“The success Mayor Meed Ward has had in getting the Urban Growth Boundaries moved well north of the downtown core and getting the province to realize that a bus terminal was not a Major Transit Service Area are wins for which she is not getting the credit she deserves.”

    I question why this is being considered a SUCCESS? As stated by Gary Scobie, who worked tirelessly in trying to make this happen prior to the last Municipal Election – basically “TOO LITTLE TOO LATE”.

    The time that this could have made a difference was in 2017 when Metrolinx gave Municipalities who were updating their Official Plan the ability to make these changes. The municipalities had a full year until November 2018 to do this. The City and Council at the time knew about this and opted to do nothing. ( For those of you who would question this information you should be aware that it came directly from Metrolinx, and it was proven to be correct).

    ECoB discovered this on its own. At no point in time was this option made public by the city or the previous council.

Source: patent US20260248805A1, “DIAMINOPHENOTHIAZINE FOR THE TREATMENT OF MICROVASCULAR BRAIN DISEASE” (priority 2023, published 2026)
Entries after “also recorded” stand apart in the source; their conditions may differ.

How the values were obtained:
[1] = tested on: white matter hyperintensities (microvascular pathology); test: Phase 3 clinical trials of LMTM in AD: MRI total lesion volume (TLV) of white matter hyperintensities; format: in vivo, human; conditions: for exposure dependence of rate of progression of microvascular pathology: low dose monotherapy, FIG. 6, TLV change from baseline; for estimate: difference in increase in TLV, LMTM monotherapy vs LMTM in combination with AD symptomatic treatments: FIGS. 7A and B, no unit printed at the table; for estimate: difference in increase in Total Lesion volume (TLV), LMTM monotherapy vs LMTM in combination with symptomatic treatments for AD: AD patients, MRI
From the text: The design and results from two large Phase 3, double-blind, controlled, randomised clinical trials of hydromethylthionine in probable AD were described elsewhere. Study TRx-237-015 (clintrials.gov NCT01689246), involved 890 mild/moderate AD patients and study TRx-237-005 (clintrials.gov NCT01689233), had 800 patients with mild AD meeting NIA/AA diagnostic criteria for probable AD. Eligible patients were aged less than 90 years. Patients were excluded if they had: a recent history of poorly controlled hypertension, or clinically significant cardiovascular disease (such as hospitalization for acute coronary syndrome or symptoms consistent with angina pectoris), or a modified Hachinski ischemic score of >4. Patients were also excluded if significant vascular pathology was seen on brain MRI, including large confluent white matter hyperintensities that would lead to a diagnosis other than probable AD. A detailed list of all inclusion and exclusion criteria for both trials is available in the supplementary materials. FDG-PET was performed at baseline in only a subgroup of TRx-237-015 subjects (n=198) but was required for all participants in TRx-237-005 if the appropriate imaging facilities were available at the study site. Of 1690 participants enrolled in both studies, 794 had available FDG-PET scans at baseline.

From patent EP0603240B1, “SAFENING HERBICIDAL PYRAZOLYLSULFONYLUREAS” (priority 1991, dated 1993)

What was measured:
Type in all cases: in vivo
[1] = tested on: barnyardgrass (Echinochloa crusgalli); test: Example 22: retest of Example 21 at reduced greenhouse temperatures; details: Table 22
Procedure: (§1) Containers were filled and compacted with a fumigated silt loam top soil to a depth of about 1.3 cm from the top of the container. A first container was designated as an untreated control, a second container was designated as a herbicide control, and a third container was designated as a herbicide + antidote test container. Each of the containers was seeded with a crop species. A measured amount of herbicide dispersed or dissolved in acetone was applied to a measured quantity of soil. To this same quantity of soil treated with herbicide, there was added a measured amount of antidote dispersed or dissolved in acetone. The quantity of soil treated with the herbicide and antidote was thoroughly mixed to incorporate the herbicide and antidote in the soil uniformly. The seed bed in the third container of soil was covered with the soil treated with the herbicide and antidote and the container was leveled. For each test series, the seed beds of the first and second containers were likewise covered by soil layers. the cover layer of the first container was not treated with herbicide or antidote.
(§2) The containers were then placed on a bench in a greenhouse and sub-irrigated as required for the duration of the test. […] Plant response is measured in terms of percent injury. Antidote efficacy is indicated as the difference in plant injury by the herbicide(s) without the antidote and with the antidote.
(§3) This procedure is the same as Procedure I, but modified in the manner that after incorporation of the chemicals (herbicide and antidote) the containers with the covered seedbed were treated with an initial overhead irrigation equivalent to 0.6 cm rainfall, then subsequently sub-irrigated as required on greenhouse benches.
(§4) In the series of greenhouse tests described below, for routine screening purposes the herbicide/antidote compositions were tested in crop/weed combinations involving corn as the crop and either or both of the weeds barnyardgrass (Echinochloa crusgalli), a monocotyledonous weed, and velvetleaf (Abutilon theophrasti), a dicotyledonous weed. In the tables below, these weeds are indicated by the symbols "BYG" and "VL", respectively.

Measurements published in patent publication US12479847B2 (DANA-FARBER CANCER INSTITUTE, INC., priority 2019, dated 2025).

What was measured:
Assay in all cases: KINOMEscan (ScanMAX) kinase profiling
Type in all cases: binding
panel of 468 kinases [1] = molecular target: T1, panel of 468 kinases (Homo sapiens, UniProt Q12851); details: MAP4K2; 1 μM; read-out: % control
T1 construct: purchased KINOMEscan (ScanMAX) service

ECoB went to Jane McKenna for answers prior to the Municipal Election. Her office looked for answers and her fall newsletter indicated that it would be possible, but not easy at that time, to move the boundaries of the Downtown Urban Growth Centre. Un designating the John Street Bus Terminal would not be an issue. It was only after the election and public outcry did anything start to happen regarding this.

    What could have been easily accomplished (2017-2018) before the election was an opportunity lost.

    I can only think because at that time the previous council did not see that the designation of the John Street bus terminal as a hub and the downtown urban growth centre designation as an issue that could result in over intensification in the downtown core.

    OR did they?

    Remember the spin ” Windows to the Lake”? Don’t hear that anymore do we?